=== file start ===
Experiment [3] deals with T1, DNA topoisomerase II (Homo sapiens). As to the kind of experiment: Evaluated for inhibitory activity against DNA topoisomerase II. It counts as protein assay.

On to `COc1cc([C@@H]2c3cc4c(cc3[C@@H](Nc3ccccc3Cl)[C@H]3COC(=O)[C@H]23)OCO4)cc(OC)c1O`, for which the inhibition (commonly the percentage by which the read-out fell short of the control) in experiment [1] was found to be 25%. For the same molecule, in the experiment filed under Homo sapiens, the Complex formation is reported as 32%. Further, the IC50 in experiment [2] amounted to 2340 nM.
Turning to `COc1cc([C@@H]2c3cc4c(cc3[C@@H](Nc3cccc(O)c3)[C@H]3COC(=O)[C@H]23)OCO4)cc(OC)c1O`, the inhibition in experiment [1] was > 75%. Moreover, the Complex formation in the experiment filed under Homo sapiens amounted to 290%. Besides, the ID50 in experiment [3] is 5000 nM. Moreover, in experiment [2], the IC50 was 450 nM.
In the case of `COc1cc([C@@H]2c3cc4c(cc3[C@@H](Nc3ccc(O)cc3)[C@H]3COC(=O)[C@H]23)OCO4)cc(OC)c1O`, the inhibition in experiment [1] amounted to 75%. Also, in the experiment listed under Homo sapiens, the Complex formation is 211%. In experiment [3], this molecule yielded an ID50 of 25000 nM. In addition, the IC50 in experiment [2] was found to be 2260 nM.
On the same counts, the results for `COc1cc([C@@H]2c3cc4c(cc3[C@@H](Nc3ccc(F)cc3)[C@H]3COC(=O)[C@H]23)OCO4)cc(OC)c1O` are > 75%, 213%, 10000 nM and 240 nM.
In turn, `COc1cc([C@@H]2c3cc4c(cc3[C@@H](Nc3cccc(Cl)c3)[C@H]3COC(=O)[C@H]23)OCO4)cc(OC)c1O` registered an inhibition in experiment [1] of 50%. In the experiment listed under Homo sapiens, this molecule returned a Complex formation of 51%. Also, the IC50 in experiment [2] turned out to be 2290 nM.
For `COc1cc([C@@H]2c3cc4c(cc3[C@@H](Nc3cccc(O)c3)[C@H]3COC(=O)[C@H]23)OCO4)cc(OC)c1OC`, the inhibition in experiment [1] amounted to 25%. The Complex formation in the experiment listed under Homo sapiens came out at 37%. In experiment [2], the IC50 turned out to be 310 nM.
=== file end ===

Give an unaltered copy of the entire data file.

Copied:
Experiment [3] deals with T1, DNA topoisomerase II (Homo sapiens). As to the kind of experiment: Evaluated for inhibitory activity against DNA topoisomerase II. It counts as protein assay.

On to `COc1cc([C@@H]2c3cc4c(cc3[C@@H](Nc3ccccc3Cl)[C@H]3COC(=O)[C@H]23)OCO4)cc(OC)c1O`, for which the inhibition (commonly the percentage by which the read-out fell short of the control) in experiment [1] was found to be 25%. For the same molecule, in the experiment filed under Homo sapiens, the Complex formation is reported as 32%. Further, the IC50 in experiment [2] amounted to 2340 nM.
Turning to `COc1cc([C@@H]2c3cc4c(cc3[C@@H](Nc3cccc(O)c3)[C@H]3COC(=O)[C@H]23)OCO4)cc(OC)c1O`, the inhibition in experiment [1] was > 75%. Moreover, the Complex formation in the experiment filed under Homo sapiens amounted to 290%. Besides, the ID50 in experiment [3] is 5000 nM. Moreover, in experiment [2], the IC50 was 450 nM.
In the case of `COc1cc([C@@H]2c3cc4c(cc3[C@@H](Nc3ccc(O)cc3)[C@H]3COC(=O)[C@H]23)OCO4)cc(OC)c1O`, the inhibition in experiment [1] amounted to 75%. Also, in the experiment listed under Homo sapiens, the Complex formation is 211%. In experiment [3], this molecule yielded an ID50 of 25000 nM. In addition, the IC50 in experiment [2] was found to be 2260 nM.
On the same counts, the results for `COc1cc([C@@H]2c3cc4c(cc3[C@@H](Nc3ccc(F)cc3)[C@H]3COC(=O)[C@H]23)OCO4)cc(OC)c1O` are > 75%, 213%, 10000 nM and 240 nM.
In turn, `COc1cc([C@@H]2c3cc4c(cc3[C@@H](Nc3cccc(Cl)c3)[C@H]3COC(=O)[C@H]23)OCO4)cc(OC)c1O` registered an inhibition in experiment [1] of 50%. In the experiment listed under Homo sapiens, this molecule returned a Complex formation of 51%. Also, the IC50 in experiment [2] turned out to be 2290 nM.
For `COc1cc([C@@H]2c3cc4c(cc3[C@@H](Nc3cccc(O)c3)[C@H]3COC(=O)[C@H]23)OCO4)cc(OC)c1OC`, the inhibition in experiment [1] amounted to 25%. The Complex formation in the experiment listed under Homo sapiens came out at 37%. In experiment [2], the IC50 turned out to be 310 nM.